Nordic Council Prepares for What May Be the Last Supper
by Peter Shelton
Nov 11, 2012 | 1522 views | 0 0 comments | 6 6 recommendations | email to a friend | print

Ouray Group Needs New Blood, Younger Blood

Michelangelo may not be there to record the scene, but this year’s edition of the Ouray County Nordic Council fundraising dinner could be the last supper of its kind.

OCNC stalwart and board member Keith Meinert said this week that his group will definitely groom the cross-county trails in the Ironton Park area again this winter, but he cannot promise anything beyond the upcoming ski season. The nine-member board, which has an average age of 67, is “considering disbanding” after this winter, Meinert said.

“We need new blood and younger blood,” he told The Watch. “The nine of us have been doing the work for so many years, doing things the way we always have. Are we just set in our ways? Or hard to get along with? For whatever reasons we haven’t been able to get new people into leadership roles, decision-making roles. Lyn [Meinert] has been de facto president for the last few years. And she has appealed for relief.”

This year’s dinner is coming up Tuesday night, Nov. 13 (beginning at 6:30 p.m.), at the Ouray Community Center. It’s a long-standing Ouray tradition to raise money for the grooming and maintaining of Nordic trails at Ironton and along the river in the North Ouray Corridor (when there’s snow in town). It is also, according to Meinert, “a family-friendly gathering for locals to celebrate the changing of the seasons.”

Meinert is hoping this dinner won’t signal a “last hurrah” for trail grooming. “Yes, we are making a plea for younger enthusiasts to step up and take over.”

It would be a shame to lose momentum at this point, Meinert said, especially with the new, purpose-built, trail-grooming snowmobile purchased just last year, and the board’s plans to expand the trail system in Ironton. “We’ve been talking with the Forest Service about expanding our trails. And we are planning to expand the skating this winter,” Meinert said, cognizant of skate-skiing’s growing popularity. “We’re going to groom a new 12-foot wide loop, about a mile long, from the parking area south along the base of the tailings pond to the wide-open summer camping area and back again.”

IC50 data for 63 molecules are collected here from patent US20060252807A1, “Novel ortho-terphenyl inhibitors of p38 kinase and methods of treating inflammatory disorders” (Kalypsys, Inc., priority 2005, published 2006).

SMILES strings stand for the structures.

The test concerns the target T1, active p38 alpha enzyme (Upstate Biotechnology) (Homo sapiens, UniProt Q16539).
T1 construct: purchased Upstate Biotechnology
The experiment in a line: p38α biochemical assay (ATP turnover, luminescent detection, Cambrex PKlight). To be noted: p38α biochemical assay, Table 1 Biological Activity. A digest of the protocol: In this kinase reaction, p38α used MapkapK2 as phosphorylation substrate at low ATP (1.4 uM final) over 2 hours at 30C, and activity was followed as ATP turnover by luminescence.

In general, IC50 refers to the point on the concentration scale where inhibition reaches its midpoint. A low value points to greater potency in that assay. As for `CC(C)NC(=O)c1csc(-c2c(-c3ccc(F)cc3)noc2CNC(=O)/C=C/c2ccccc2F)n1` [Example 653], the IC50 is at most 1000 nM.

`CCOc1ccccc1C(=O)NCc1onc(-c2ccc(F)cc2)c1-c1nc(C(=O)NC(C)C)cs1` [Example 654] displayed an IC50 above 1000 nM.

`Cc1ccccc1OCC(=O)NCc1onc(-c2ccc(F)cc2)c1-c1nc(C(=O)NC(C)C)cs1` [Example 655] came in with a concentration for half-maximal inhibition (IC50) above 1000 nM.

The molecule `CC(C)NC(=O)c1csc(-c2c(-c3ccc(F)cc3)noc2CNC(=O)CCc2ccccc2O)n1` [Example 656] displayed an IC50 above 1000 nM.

The organization has come a long way, Meinert said, in the 25 plus years since its inception. “The birth of the OCNC occurred around 1986 with a half dozen avid backcountry skiers trying to fill a need for an organized Nordic ski venue. They created maps, cleared and marked a few trails in Ironton and packed in some of the trails by foot and various hand-drawn implements.”

Much has changed in that quarter century. The OCNC map shows three-to-four miles (about seven km) of groomed trail in and around the old mining ghost town of Ironton north of Red Mountain Pass. And there is another seven km of ungroomed, marked, backcountry trails. (The North Corridor Trail loops around the old Biota building north of Ouray for about two miles on both sides of the Uncompahgre River.)

But, Meinert said, “Unfortunately, one thing that hasn’t changed in the OCNC is its board. “Some of the same people who boot-packed the trails back in the mid-1980s are still the backbone of the Nordic organization. They have aged a bit in the intervening years . . . They are all heavily involved in other community organizations and ready to give way to new leadership in the OCNC.

“The Nordic Council needs new blood. Not just a transfusion (or more popular blood doping), but a complete change of DNA.”

Each of the current directors is willing to serve as a resource for a successful transition, Meinert emphasized, “but none are interested in continuing to lead the organization.”

The board, he said, “appreciates the generosity and enthusiasm of the OCNC members and local businesses that have made this happen for so many years. The fundraising dinners would not have been possible without the Lingenfelters’ very generous donation of fine Mexican food from the Buen Tiempo for many years.

“It’s been a great ride, but even the best-groomed trail must end.”

It doesn’t have to come to an end. Come to the dinner Nov. 13, and consider volunteering for an institution that has provided a wonderful recreational amenity, for visitors and the local community, for a generation.

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